Have you always been a story teller?

I can remember setting up story times for my dollies when I was a very little girl, and building houses and towns with building blocks or drawing bird's-eye view maps of little villages and making up stories to go with them, so I guess the answer is yes. But I didn't write a full-length novel until I was 38 years old, so there's hope for anyone!

What is your ideal holiday?

Valentine's Day has always been my favorite holiday. I love the sentiment of love and a holiday for sweethearts, I love that the holiday is only one day, and then it's over. And I love that there's not a lot of decorating or preparation involved. My husband always sends me and our daughters roses for Valentine's (last year I got a gorgeous orchid that bloomed until July!!) and I bake him frosted sugar cookies in the shape of hearts. Very simple traditions, but I love it! Maybe part of that is because Valentine's comes in the middle of the long Kansas winter and adds a bright touch to the season.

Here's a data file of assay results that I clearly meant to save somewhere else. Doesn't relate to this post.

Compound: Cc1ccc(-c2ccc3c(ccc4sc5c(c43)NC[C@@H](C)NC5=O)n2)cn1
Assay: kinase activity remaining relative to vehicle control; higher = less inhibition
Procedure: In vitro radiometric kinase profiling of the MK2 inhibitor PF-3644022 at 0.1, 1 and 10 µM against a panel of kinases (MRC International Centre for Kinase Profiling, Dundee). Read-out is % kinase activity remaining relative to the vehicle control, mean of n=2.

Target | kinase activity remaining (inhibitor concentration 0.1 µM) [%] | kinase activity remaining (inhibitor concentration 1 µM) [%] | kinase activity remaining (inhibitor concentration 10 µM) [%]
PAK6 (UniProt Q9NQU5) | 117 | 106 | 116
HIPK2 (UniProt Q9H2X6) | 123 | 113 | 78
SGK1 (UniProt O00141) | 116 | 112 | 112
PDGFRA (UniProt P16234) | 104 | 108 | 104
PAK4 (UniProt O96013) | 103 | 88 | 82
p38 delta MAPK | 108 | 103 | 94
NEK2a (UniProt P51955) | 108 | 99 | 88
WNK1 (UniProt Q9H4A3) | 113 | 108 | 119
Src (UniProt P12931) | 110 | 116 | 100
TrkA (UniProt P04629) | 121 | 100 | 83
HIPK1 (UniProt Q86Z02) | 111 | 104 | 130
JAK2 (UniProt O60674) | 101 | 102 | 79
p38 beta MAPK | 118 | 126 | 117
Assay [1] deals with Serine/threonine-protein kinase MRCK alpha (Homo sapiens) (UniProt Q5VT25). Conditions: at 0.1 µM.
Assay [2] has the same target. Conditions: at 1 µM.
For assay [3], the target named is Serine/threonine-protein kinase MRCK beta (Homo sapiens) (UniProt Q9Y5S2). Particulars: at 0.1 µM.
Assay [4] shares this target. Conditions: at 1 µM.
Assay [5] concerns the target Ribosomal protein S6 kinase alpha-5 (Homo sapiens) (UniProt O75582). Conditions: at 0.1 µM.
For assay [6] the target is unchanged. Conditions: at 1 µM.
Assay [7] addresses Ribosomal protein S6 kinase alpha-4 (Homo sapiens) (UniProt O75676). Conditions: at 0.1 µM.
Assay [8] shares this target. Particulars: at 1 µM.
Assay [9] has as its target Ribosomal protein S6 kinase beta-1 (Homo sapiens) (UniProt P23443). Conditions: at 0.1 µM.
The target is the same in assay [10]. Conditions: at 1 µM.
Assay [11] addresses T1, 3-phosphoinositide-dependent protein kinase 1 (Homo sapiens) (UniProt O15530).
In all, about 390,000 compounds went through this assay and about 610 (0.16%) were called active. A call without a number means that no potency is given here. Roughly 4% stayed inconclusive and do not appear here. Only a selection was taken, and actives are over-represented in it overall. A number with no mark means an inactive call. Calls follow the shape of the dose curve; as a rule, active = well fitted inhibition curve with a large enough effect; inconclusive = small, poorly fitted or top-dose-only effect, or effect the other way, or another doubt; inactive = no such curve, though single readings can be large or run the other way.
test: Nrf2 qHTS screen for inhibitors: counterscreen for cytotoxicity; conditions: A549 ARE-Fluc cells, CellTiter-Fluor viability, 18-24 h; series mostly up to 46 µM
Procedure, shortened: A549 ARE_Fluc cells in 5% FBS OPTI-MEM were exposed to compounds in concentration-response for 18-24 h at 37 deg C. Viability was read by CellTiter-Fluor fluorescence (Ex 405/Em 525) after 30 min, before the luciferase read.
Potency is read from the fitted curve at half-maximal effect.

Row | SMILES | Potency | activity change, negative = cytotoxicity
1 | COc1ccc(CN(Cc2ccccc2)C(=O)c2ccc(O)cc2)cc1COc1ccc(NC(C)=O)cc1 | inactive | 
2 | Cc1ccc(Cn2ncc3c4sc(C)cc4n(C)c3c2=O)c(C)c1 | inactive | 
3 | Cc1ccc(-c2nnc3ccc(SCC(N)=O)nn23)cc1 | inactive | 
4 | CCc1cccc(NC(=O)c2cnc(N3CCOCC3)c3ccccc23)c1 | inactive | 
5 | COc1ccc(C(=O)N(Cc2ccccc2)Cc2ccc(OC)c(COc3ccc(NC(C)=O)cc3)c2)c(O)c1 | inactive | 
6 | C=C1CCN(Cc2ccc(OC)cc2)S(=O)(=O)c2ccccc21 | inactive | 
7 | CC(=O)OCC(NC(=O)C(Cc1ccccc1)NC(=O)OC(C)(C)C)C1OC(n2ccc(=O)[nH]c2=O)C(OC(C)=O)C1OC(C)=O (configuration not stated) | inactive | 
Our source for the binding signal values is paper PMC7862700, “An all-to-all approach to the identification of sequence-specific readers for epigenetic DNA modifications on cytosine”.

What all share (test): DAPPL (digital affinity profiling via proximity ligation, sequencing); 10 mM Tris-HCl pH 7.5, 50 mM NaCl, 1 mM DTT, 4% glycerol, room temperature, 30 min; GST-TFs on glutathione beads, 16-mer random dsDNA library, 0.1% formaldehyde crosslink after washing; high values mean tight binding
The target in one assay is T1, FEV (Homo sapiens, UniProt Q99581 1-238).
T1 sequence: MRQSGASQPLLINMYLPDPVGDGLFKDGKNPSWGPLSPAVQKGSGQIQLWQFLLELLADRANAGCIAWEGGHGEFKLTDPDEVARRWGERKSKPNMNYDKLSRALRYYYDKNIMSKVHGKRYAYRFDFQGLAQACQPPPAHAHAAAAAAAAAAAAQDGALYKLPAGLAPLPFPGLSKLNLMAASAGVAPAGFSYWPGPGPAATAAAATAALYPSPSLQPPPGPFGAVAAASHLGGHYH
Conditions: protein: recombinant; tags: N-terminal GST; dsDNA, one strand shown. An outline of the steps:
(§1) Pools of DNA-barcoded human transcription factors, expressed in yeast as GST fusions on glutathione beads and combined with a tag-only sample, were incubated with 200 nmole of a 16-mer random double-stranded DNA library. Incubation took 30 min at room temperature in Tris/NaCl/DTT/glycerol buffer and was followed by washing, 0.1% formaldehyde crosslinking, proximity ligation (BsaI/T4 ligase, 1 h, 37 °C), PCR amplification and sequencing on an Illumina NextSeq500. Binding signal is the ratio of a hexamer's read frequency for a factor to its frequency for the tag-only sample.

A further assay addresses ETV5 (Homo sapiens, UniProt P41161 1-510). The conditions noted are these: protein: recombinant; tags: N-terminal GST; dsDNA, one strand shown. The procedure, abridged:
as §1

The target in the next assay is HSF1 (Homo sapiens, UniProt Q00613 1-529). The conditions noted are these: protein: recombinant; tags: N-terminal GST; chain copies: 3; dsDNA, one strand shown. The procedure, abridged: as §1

Maggie was very attached to her cat. Do you have any pets?

Growing up on the farm we always had lots of cats (my brother and sisters and I counted over 20 one time!) because they kept the mice out of the barns and grain bins. So we saw many kittens born and I've loved cats ever since. This past summer was a very special one because of a stray cat who adopted us--and then presented us with a litter of four kittens. We enjoyed every minute of raising them, found homes for each one, and made an appointment with the vet to have Mama Kitty "fixed." But by the time the appointment came, she was obviously expecting again. So we raised another precious batch of kittens--five this time--and raised inside, so Mama couldn't trick us again! J Again, we were fortunate to find loving homes for the kittens, but we decided to keep one--a precious fluffy yellow and white kitty our daughter named Sundae. We already had a wonderful fourteen-year-old black cat when Mama Kitty came to us, so now we have three cats in the yard and I couldn't be happier! J

Do you map out your characters before you start or do they develop as you write about them?